Political Hay

Steroids, Stimulus, and Lincoln

Why would a dishonest age honor him?

By 2.13.09

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The establishment's admiration for Honest Abe appears to grow in proportion to its dishonesty. A week of low national deceptions culminated in celebrations of Lincoln's 200th birthday. Out came historians known for plagiarizing to deliver pious speeches before politicians who lie.

It is like an endless Charlie Rose panel, with the usual strained and pretentious throat-clearing. "Somehow Lincoln has worked himself into Obama's heart and mind, and it's a good thing to have Lincoln as your mentor," Doris Kearns Goodwin, the Pulitzer Prize-winning plagiarist, said to the press.

This revival of Lincoln nostalgia has to be a form of delusional self-aggrandizement. Obama seems to be encouraging this renewed cult of Lincoln in egotistical anticipation of his own. Lincoln made "my story possible," he said. CNN teed up its coverage with the modest title, "From Lincoln to Obama."

A nodding liberal elite trots out Goodwin to extol Lincoln's virtues of probity while presiding over an age of non-stop fraud -- an age that solves recession by printing money, solves crime by repealing laws, solves illiteracy by eliminating tests, and solves homelessness by mandating bad loans.

And they are shocked at Alex Rodriguez? Why? Haven't they noticed that lying has become the national pastime? He cheated on the field; they cheat in Congressional offices, board rooms, and bureaucracies. He took steroids; they take special-interests stimulus.

Nothing is what it appears, not even the inevitable confessions which are as carefully contrived as the crimes. A daily, indistinct mass of dishonesty washes over the public in a boring cycle of indifferent sin and contrition. Every crime, no matter how high or low, is merely a "mistake," something on the order of lost car keys.

Would Abraham Lincoln have voted for Barack Obama or any of the Dems honoring him on Thursday at the Capitol? It is highly unlikely. He would have found their politics unfathomable, not just for its crassness and feeble corner-cutting but for its aphilosophical stupidity.

A president who says, as Obama did in his inaugural address, that the central question for the federal government is not whether it is "too big" but whether "it works" has snapped the mystic cords of memory stretching back to the founders. For them, the proper size of the federal government was the most fundamental question, and they feared that without a sound answer to it tyranny would follow.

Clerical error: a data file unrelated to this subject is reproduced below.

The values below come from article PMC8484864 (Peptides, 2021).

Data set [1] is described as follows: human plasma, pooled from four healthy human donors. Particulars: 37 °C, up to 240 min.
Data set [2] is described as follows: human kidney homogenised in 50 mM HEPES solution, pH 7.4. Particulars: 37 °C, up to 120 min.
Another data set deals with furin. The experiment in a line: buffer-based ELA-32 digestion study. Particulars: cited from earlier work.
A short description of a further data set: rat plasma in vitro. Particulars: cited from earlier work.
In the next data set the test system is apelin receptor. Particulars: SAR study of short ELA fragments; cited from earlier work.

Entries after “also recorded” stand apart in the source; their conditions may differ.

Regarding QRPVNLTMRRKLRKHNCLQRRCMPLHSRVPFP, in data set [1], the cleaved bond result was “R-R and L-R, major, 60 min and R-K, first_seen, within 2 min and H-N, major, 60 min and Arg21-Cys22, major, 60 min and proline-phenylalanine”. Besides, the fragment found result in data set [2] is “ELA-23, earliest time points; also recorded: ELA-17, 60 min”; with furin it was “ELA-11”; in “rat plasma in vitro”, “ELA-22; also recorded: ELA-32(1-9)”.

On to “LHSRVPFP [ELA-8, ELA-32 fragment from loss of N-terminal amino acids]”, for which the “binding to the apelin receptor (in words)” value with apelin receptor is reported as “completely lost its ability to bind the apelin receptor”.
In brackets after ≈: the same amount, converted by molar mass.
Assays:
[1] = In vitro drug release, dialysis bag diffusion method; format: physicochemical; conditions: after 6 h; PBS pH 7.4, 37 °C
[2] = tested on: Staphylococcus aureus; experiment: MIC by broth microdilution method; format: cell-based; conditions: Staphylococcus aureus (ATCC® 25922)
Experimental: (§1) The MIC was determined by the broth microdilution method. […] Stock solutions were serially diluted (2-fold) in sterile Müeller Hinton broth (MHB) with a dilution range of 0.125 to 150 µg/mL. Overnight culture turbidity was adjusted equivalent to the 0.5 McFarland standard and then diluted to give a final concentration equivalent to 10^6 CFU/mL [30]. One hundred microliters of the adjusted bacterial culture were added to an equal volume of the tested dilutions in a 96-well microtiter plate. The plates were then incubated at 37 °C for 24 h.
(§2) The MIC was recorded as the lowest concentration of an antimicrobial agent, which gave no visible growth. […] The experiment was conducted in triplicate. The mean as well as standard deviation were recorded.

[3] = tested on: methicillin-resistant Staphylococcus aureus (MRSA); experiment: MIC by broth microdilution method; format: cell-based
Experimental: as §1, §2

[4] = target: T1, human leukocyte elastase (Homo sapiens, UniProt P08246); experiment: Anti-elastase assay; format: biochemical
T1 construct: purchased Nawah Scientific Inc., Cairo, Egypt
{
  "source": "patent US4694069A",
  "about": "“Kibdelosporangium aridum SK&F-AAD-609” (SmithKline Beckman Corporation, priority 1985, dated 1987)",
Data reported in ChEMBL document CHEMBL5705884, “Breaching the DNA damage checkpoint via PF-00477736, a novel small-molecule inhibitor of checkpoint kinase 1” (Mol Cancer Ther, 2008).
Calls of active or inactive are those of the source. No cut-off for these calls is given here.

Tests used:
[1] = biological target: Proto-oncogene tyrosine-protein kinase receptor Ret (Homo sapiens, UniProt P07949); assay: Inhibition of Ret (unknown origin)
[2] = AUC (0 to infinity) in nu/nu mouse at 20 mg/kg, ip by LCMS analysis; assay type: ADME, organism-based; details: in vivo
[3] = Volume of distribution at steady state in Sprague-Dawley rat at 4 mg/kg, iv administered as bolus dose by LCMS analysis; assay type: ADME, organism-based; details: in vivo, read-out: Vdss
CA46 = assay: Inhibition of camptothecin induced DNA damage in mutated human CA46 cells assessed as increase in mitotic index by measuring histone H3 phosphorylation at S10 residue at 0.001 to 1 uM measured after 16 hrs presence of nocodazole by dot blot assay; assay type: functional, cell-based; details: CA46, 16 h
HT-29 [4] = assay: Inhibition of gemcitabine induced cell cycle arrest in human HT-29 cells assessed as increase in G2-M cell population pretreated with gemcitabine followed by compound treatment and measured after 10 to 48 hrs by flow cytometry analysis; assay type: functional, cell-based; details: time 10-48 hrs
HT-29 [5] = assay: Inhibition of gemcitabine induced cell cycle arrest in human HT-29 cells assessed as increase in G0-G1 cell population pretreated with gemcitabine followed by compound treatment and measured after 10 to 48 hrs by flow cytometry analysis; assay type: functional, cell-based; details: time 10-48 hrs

And it has. Obama is practicing the soft tyranny of low expectations and high government spending. That supposedly heart-warming spectacle in Florida this week was ludicrous, a scene worthy of a Mel Brooks movie. The Brave New World doesn't look like it is progressing but regressing; the world is back to piracy in the Gulf of Eden and quasi-kings holding court as the lucky few get to pitch their pleas.

Statesmen now take down the cell numbers of the homeless, provided that the petitioner is good for ratings. Obama casts his cheap, showboating pragmatism as Lincolnian -- as if fighting for pork is akin to holding the union together. This is all about as soulfully Lincolnian as his calculated "I screwed up" apologies last week.

Where Lincoln was serious, Obama is glib, framing debates dishonestly so that his run-of-the-mill liberalism goes unchallenged. Where Lincoln measured progress by the perfection of the Declaration of Independence, Obama identifies it in the creation of a new one (as he said in Philadelphia shortly before his inauguration).

The Democrats shouldn't be honoring Lincoln but Darwin, whose 200th anniversary is also this year. Surely Darwin, given enough time, would have come up with some sort of flattering evolutionary explanation for the habitual lying and self-delusion on display in D.C., a theory with which the Democrats could congratulate themselves while leaving Lincoln's legacy of quaint honesty in tatters. 

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About the Author
George Neumayr, a contributing editor to The American Spectator, is co-author, with Phyllis Schlafly, of the new book, No Higher Power: Obama's War on Religious Freedom.